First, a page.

|THE CORPS OF ROYAL ENGINEERS MUSEUM HAS BEEN LEFT THE VICTORIA CROSS AWARDED TO CAPTAIN THEODORE WRIGHT, 57TH FIELD COMPANY, ROYAL ENGINEERS.|
|29 June 2004|
|The Victoria Cross awarded to Captain Theodore Wright during the retreat from Mons in August 1914 has been left to the Royal Engineers Museum in Gillingham, Kent. Descendants of Captain Wright, who was killed three weeks later on the River Aisne, presented his VC, campaign medals and Memorial Plaque to the museum, together with the letters relating to the award of the VC and the wooden cross which originally marked Wright's grave in France.|
( select to enlarge )
|Medal entitlement of Captain Theodore Wright,
57th Field Company, Royal Engineers
|Mons, 23rd August 1914, a company of the Royal Scots Fusiliers was holding a barricade at the north end of a bridge over the Mons-Condé canal. By this time the firing on the position had become so violent and the casualties were so numerous that a retirement had been decided on. Corporal Alfred Jarvis of the Royal Engineers was then called upon to to destroy the bridge but was without the exploder and leads. It was then that he met Captain Theodore Wright, who had been wounded in the head, who told him to go back to the bridge and he would bring the necessary equipment.
It was whilst attempting to connect the leads under the bridge to blow it that Theodore Wright earned his Victoria Cross. Time and again he tried to get at the end of the leads but each time he raised his head above the level of the towpath he was fired upon from about thirty yards off. Eventually he gave up the attempt and in swinging himself back under the girder of the bridge he lost his grip and owing to exhaustion fell into the canal, and was pulled out by a Sergeant Smith. ( Corporal Alfred Jarvis was also awarded the Victoria Cross for this same action ).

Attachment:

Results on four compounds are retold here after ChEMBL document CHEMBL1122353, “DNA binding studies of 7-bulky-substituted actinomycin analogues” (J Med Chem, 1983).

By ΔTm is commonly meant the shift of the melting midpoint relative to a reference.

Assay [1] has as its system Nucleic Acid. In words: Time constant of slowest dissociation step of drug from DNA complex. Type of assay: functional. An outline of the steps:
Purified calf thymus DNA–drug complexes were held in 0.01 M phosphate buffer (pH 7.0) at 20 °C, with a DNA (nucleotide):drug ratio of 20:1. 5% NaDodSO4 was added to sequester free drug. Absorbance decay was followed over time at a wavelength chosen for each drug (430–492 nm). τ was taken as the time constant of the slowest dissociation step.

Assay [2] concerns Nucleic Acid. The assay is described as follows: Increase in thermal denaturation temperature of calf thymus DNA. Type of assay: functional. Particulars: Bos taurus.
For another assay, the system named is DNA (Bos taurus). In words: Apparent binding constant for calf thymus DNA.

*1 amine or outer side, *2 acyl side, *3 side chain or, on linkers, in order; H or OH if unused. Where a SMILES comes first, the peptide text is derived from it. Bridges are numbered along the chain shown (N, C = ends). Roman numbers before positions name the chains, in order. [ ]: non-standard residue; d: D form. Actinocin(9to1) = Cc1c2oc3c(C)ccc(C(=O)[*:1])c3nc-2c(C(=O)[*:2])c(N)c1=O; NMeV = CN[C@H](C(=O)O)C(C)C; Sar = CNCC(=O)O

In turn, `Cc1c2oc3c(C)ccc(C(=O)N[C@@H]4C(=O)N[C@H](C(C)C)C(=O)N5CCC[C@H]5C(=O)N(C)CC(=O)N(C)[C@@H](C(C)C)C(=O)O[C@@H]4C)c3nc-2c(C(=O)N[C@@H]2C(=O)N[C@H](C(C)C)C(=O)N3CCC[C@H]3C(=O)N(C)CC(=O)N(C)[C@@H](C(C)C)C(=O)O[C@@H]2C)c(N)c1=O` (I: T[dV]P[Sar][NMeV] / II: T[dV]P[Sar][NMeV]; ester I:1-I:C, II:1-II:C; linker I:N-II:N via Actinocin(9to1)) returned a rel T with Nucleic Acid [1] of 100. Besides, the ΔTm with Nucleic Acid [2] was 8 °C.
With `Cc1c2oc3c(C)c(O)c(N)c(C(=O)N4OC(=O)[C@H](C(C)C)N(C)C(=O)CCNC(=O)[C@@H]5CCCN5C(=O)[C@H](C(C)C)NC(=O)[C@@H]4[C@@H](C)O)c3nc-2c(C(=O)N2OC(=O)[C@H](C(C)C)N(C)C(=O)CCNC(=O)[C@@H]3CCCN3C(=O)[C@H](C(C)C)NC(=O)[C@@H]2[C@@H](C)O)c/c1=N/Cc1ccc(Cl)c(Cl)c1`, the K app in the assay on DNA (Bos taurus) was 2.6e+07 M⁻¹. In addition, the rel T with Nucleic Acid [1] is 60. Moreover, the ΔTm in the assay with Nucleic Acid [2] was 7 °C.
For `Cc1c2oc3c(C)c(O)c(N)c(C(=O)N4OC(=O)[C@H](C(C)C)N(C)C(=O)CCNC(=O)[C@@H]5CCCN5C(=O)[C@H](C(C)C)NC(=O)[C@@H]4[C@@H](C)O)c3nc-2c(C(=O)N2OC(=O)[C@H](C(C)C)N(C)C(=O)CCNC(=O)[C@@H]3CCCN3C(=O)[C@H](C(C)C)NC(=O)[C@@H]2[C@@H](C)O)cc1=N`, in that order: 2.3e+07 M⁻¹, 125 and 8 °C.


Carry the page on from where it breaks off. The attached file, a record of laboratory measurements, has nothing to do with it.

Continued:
At Vailly, on the 14th September 1914, Theodore Wright assisted the passage of the 5th Cavalry Brigade over a pontoon bridge, and was mortally wounded whilst assisting wounded men into shelter. An officer of the Scots Greys wrote in a letter later "We got across the river the day before yesterday a bit before our time and we had to go back over a pontoon bridge considerably quicker than was pleasant, under a very heavy fire too. At the end of the bridge was an Engineer officer repairing bits blown off and putting down straw as cool as a cucumber - the finest thing I ever saw. The poor fellow was killed just after my troops got across. No man earned a better Victoria Cross."
For the award of the Victoria Cross.
[ London Gazette, 16 November 1914 ], Mons, France, 23 August 1914, Captain Theodore Wright, 57th Field Company, Corps of Royal Engineers.
For gallantry at Mons on 23rd August 1914 in attempting to connect up the lead to demolish a bridge under heavy fire, although wounded in the head he made a second attempt. At Vailly on 14th September 1914, he assisted the passage of 5th Cavalry Brigade over the pontoon bridge and was mortally wounded whilst assisting wounded men into shelter.
Captain Theodore Wright is buried in the Vailly British Cemetery, 10 miles East of Soissons, France.
Iain Stewart, 29 June 2004